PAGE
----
Fundamentalist Christians believe the bible is the unerring word of God. But is it?
If the bible is anything, it is not an absolute. If it were, why would there be so many denominations, religious clubs all calling themselves “Christians,” yet disagreeing on virtually every point about salvation?
Consider this parable (not by Jesus):
A young woman is given a cookbook by her mother and told that it contains the best recipes. The young woman reads the introduction which states, “The recipes in this cookbook are the best and tastiest on the planet.”
The young woman grows up and uses her cookbook religiously, thinking all along that she has prepared the most flavorful dishes possible. But at pitch-in dinners, her friends bring competing recipes. She does not try them, knowing they are inferior.
When challenged to try them, she brings out her cookbooks and shows her friends what it says in the introduction. She tells them she knows her recipes are best because her cookbook tells her so.
Now, the bible is not a cookbook, but the analogy holds. Fundamentalists believe that the bible is unerring and is the infallible word of God. How do they know this for sure? Well, the bible tells them so. It’s the epitome of circular reasoning.
Fundamentalists say that God gave us the bible centuries ago. Actually, the early Catholic Church gave us the bible in the fourth century AD. A conclave of church bishops and lawyers got together under the command of Constantine I to decide which of the many manuscripts concerning Jesus would become part of their canon.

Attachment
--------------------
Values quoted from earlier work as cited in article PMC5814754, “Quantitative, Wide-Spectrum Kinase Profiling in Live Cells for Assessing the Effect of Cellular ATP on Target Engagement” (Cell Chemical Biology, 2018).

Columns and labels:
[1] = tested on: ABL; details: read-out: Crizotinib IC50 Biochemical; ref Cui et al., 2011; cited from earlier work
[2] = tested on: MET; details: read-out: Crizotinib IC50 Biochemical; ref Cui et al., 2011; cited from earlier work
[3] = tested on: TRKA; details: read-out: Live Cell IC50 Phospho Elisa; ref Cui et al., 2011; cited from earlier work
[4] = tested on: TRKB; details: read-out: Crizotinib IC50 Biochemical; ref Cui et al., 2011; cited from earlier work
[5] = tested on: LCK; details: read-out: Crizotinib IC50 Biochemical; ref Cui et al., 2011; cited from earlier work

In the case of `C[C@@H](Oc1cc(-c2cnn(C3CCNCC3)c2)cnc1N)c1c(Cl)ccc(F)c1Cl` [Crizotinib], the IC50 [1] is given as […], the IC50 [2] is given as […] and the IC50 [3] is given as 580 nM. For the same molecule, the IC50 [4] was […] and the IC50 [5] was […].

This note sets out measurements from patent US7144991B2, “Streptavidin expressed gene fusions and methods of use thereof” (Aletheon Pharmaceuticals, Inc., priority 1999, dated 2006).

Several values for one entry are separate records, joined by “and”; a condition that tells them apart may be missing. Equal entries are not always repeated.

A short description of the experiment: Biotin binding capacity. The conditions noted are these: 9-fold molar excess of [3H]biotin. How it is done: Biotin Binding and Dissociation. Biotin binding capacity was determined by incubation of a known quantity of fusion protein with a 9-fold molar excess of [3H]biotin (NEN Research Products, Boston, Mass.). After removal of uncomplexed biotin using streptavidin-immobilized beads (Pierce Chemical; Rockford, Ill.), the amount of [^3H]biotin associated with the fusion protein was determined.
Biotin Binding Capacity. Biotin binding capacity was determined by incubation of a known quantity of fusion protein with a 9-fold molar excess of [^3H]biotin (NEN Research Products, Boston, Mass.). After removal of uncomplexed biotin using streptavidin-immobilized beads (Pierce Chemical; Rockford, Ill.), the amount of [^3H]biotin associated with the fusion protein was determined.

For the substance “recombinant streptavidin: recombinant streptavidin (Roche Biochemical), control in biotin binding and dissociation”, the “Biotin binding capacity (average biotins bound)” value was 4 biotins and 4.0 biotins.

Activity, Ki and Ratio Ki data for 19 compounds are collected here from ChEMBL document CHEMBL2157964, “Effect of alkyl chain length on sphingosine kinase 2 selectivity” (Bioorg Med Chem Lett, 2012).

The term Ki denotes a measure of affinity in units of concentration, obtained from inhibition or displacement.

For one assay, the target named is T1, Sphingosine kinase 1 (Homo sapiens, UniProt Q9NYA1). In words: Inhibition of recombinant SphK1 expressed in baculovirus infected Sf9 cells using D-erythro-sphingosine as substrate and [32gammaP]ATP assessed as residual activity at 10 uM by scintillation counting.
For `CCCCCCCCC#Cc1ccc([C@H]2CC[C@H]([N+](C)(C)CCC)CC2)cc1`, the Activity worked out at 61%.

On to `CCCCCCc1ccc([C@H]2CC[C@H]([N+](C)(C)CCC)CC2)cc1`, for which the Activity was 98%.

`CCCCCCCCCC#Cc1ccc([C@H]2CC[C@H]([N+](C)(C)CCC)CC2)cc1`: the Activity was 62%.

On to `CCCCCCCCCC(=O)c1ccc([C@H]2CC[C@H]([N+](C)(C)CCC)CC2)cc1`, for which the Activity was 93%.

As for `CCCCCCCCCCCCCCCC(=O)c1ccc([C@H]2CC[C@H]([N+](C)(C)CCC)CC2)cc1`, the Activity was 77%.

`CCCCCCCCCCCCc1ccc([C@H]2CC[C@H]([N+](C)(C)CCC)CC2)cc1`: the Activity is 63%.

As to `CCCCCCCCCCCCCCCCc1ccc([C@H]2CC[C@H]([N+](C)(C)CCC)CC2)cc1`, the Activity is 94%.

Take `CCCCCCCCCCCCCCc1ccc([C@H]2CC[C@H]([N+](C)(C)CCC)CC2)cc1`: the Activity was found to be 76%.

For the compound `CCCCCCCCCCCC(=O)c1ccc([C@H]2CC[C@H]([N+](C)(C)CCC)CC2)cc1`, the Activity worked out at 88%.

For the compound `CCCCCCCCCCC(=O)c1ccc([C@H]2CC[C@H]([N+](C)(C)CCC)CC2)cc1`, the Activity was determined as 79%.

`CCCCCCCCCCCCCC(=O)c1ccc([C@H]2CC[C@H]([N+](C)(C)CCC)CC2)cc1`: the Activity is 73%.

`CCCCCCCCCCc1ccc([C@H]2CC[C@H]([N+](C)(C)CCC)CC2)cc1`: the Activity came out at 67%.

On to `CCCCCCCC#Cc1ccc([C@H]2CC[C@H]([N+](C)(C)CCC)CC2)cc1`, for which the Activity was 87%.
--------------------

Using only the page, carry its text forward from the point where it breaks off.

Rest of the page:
They left out many historic manuscripts and even destroyed them because they went against church dogma. Some of these were the Gnostic Gospels, a copy of which was found in Egypt in the mid-twentieth century.
So, does the bible reveal absolute truth?
Consider these passages:
Concerning theft, the bible says, “Thou shalt not steal.” (Ex. 20:15) And also, “And ye shall spoil the Egyptians.” (Ex. 3:22)
Concerning being “saved” by grace, it says, “For by grace are ye saved through faith...not of works.” (Eph. 2:8, 9) And then again, “Ye see then how that by works a man is justified, and not by faith only.” (James 2:24)
Concerning calling people names, the bible tells us, “Whosoever shall say Thou fool, shall be in danger of hellfire.” (Matt. 5:22) But then Jesus said, “Ye fools are blind.” (Matt. 23:17)
Has anyone actually seen God? John 1:18 says, “No man hath seen God at anytime.” But Gen. 32:30 tells us “For I have seen God face to face.”
And why does God punish Adam and Eve for eating from the tree of knowledge, then praise King Solomon for choosing knowledge as his gift? Does God want us to use our knowledge or not?
The bible can be used to enhance our knowledge and strengthen both our spirits and our minds if we realize that it represents a disparate view of history from many perspectives. It makes for great philosophical debates.
But it can also be used to “prove” almost anything. When one religious zealot takes a single translation and dogmatizes it as absolute truth, he has done a grave disservice to his flock.